The Alameda drowning incident: Early lessons
By Art Hsieh
In the days following the drowning of a man in Alameda, Calif., on Memorial Day, the media and experts alike are still parsing what, exactly, happened. In the latest development, local police in Alameda claim they called to request help from local mutual aid agencies, who in turn have denied receiving any such call.
This story has been receiving a lot of attention by EMS1 readers, going by the comments being posted on both the website and the EM1 Facebook Page.
Now there are allegations about whether mutual aid was requested from the scene for trained personnel and equipment to respond.
Let's try to figure out some lessons that are at play.
Lesson 1: Scene safety always comes first, right?
If that is true, then there are several reasons why a rescue was not initiated by the on scene crew.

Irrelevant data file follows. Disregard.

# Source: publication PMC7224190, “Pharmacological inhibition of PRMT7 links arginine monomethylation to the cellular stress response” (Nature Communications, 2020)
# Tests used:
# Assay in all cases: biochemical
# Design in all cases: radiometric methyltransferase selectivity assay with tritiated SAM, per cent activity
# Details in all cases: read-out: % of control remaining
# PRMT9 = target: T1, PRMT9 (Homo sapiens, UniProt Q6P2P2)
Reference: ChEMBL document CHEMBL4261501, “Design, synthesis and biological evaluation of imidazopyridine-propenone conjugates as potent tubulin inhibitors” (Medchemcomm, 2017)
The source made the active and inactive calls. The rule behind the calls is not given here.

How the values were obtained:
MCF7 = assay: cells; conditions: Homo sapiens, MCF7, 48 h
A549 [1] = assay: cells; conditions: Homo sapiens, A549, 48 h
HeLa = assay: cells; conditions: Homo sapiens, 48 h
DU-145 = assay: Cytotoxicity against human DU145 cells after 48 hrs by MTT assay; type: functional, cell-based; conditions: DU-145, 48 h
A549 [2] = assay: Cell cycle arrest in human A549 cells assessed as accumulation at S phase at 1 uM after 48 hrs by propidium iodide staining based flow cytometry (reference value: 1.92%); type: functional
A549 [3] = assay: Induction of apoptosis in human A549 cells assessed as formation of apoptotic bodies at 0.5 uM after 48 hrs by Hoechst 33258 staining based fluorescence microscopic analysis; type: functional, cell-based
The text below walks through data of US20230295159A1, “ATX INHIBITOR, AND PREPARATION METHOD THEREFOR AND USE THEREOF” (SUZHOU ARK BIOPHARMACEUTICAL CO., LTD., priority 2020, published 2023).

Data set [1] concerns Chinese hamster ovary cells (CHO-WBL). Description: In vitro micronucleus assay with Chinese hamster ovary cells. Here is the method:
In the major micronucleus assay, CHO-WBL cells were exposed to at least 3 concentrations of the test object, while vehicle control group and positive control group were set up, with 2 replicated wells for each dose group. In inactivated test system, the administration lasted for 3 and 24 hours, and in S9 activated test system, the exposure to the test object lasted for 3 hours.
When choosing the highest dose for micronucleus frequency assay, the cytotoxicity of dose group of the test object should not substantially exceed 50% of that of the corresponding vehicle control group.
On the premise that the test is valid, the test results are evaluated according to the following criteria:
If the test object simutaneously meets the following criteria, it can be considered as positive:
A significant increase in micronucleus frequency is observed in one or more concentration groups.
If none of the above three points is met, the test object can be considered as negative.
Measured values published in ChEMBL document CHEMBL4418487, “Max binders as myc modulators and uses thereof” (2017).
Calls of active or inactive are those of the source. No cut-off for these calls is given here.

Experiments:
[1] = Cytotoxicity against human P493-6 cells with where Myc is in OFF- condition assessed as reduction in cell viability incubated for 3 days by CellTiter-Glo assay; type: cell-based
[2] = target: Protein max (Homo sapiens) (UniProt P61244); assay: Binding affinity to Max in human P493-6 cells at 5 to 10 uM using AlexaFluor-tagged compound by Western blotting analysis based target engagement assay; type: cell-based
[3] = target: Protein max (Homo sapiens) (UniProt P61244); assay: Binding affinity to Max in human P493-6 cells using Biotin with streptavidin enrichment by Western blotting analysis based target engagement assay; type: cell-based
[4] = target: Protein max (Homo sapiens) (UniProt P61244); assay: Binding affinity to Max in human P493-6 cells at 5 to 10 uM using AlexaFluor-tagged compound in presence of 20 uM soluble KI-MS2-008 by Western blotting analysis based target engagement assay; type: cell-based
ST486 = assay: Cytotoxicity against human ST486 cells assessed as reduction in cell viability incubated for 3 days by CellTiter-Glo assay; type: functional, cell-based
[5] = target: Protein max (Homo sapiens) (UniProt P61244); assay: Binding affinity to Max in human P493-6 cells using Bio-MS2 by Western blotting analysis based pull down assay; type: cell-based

Water rescue is not easy — no technical rescue is — and that's why training is mandatory. We can debate whether the department, being surrounded by water, should have had training, but at the temporal moment of the incident, the crew may not have been equipped or prepared to manage the event.
In our profession, we can never train enough for these rare events. It's a good time to review our policies and procedures and refresh what it will take to respond to these types of events.
Lesson 2: Communication during an event, no matter how small, is essential.
Its importance is magnified when the incident requires help beyond the initial on scene resources. It becomes a glaring issue when interagency cooperation is needed.
Based on the initial news story, there was some communication. The question is whether it was effective and confirmed appropriately. What communication procedures are in place in your region? Are you familiar with which channel to use, which comm center to contact, during an interagency event?
This was a rare, tragic event with a untoward outcome. There will be significant investigation as to what happened during the incident. For the moment, let's learn from what we know right now.